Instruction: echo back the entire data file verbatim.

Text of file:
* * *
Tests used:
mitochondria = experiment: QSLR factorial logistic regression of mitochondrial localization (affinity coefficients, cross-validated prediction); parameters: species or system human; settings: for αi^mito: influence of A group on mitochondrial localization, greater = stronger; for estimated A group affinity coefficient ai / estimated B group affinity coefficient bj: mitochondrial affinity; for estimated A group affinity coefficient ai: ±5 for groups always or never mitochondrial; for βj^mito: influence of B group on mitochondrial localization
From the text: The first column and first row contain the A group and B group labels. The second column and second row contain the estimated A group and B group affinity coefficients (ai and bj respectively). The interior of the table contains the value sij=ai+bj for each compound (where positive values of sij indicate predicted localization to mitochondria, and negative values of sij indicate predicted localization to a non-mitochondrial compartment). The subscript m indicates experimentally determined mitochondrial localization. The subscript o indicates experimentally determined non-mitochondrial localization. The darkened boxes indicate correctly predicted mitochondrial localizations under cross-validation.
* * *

Tests used:
mitochondria = experiment: QSLR factorial logistic regression of mitochondrial localization (affinity coefficients, cross-validated prediction); parameters: species or system human; settings: for αi^mito: influence of A group on mitochondrial localization, greater = stronger; for estimated A group affinity coefficient ai / estimated B group affinity coefficient bj: mitochondrial affinity; for estimated A group affinity coefficient ai: ±5 for groups always or never mitochondrial; for βj^mito: influence of B group on mitochondrial localization
From the text: The first column and first row contain the A group and B group labels. The second column and second row contain the estimated A group and B group affinity coefficients (ai and bj respectively). The interior of the table contains the value sij=ai+bj for each compound (where positive values of sij indicate predicted localization to mitochondria, and negative values of sij indicate predicted localization to a non-mitochondrial compartment). The subscript m indicates experimentally determined mitochondrial localization. The subscript o indicates experimentally determined non-mitochondrial localization. The darkened boxes indicate correctly predicted mitochondrial localizations under cross-validation.